Hi everyone! I’ve been seeing a lot of these himmeli geometric sculptures around, either as a hanging ornament or a desktop decorations. Himmeli is a traditional Finnish Christmas decoration, but I guess these forms have been popularize as new modern, sleek decor.
I’ve seen a tutorial using copper tubing, but I wanted something even easier than cutting tubing, so I decided to make these with straws! The straws are easy to cut with scissors and you can spray paint them any color you like after.
– Cocktail straws – I purchased mine at Target in the aisle with disposable plates- Wire – I used 22 gauge floral wire
– Optional: Spray paint – I used the gold from Rustoleum Metallics.
First I am going to show you the basics. You don’t need to do this step, you can just follow along so you get the idea. This is how you would form a triangle: First, thread the wire through three straws.
Next, bend the wire at a 45 degree angle, right before the second straw.
Right before the third straw, bend at a 45 degree angle downwards. To close off the triangle, you’ll thread the wire through the first straw.
So this is how it looks after you’ve threaded the wire through the first straw.
If you ever run out of wire, you can attach an additional piece by twisting and intertwining with the leftover wire.
Now that you get the basic idea, we will move onto how I made this diamond piece! You’ll need 5 full length straws, 5 straws cut to 4″, and 15 straws cut to 3″ (which is roughly half the length of a full size straw, so you can just cut them in half too). You will also need to cut a long piece of wire. I started with approximately 4′ of wire, but you can always add on or cut off the wire if needed.
Thread the wire through all five of the 4″ straws to form a pentagon. Leave about 1″ extra wire in front of the first straw.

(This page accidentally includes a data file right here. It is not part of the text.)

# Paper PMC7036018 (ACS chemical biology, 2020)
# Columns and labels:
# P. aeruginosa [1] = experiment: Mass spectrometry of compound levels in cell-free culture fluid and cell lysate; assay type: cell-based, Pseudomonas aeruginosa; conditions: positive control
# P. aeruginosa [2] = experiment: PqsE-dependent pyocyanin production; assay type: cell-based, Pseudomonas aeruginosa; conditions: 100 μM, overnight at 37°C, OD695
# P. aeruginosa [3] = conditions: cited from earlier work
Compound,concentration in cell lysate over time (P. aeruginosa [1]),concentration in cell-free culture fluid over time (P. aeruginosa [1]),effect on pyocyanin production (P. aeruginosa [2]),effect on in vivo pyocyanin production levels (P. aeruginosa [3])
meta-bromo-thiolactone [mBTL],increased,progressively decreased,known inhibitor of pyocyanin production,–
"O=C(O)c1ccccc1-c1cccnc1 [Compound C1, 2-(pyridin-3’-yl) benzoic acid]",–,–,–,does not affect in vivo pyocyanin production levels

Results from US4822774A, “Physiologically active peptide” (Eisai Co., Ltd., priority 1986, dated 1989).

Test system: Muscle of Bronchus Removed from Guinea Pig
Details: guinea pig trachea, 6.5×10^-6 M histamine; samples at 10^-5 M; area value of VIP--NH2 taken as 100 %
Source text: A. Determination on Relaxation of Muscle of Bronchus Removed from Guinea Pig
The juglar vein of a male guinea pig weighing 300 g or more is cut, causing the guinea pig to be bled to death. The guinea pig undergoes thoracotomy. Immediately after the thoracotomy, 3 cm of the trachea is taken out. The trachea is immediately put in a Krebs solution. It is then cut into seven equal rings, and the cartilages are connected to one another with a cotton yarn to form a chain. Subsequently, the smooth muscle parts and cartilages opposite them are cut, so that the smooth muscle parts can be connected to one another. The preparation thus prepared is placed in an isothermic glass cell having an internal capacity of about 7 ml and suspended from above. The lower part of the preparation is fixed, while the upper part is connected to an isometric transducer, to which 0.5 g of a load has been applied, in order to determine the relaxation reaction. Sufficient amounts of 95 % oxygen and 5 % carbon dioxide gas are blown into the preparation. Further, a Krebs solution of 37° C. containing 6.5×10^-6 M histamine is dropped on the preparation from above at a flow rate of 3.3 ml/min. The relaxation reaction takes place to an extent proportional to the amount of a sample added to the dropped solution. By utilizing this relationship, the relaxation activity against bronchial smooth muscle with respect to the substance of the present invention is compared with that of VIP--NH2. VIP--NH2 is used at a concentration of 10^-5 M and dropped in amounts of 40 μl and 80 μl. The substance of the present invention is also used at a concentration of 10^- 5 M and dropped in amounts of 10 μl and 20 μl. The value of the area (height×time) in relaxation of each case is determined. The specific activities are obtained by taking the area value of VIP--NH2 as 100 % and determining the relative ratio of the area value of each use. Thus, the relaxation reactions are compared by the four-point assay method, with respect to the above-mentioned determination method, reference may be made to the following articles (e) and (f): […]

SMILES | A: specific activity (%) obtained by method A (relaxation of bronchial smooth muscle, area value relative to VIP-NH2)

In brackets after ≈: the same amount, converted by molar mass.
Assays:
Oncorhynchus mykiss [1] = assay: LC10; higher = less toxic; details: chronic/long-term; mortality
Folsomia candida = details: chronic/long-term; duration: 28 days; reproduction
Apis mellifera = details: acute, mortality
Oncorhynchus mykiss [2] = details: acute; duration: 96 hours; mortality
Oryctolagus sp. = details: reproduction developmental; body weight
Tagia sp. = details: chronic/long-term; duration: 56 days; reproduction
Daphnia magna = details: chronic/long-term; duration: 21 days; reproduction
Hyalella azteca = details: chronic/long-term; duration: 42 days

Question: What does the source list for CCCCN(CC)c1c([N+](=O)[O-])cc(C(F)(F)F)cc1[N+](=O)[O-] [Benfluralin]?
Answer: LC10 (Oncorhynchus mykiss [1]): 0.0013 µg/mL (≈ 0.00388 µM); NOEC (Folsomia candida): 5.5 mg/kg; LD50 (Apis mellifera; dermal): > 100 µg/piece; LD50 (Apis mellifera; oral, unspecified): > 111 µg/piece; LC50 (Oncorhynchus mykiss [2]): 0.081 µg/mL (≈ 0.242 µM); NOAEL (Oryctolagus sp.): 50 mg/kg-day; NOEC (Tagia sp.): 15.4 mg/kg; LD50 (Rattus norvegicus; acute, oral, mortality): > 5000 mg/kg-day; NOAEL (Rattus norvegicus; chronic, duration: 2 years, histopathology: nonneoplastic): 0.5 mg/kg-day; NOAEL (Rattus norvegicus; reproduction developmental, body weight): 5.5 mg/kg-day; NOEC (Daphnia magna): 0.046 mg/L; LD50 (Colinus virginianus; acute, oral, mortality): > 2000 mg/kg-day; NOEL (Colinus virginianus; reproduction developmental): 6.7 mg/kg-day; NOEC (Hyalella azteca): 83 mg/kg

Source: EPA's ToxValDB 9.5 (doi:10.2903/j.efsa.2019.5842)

Close off the pentagon by twisting and intertwining the extra 1″ wire with the rest of the wire.
Now, thread one of the full-length straws at a 45 degree angle from the pentagon base. You will be threading all five of the full-length straws in the next few steps.
Bend the wire downwards, and thread another full-length straw. Now you need to thread the wire through the straw labelled #1.
After you have threaded the wire through Straw #1, it should come out of the area marked with the red circle. Now, bend the wire upwards so it matches my poorly-drawn dotted blue line and thread in another full-length straw.
This is what it should look like at this point. Wrap the wire up and over around the tip to keep the wire in place at the tip. Now bend the wire downward again, thread another full-length straw, and repeat the steps above until you’ve threaded all five of the full-length straws.
This is the shape you should end up with after threading all five of the full-length straws. Your wire does not need to end up at the tip like mine. In fact, I had to thread my wire through one of the full-length straws to get the wire to the bottom base.
Once you have your wire at the bottom base, you’re going to begin making the facets of the diamond. At this point, you should only have the 3″ straws left.
Form a triangle at the base using two of the 3″ straws. When you get back to the base at the bottom, wrap the wire over and under to secure into place. Then repeat the steps all the way around so that you’ve created five triangles around the base.
This is what it will look like once you have created the five triangles around the pentagon base.
Now you’ll thread straws to connect the tips of the triangles, as pictured above. When you get to the tip of the next triangle, again wrap the wire over and under the tip to secure in place.
This is what it should look once you are done. Twist the wire over and under a few times to secure it into place. Now you can trim off the excess.
I decided to take mine outside for a quick spray painting session. Remember to rotate the sculpture!
It will dry in a few minutes and you’ll be ready to hang or place your sculpture wherever you like!
I love seeing these geometric sculptures next to succulents. For instructions on how I made these crepe paper succulents, click here!
Of course, you don’t have to form a diamond. These sculptures would look great with any geometric shape you can come up with.
I hope you’ve enjoyed this tutorial. I know some parts can be difficult to understand and it is hard to get a clear photo when the objects are so small and thin! If you have any questions, please feel free to ask me! If you decide to give this project a go, don’t forget to tag me on social media, because I’d love to see your work!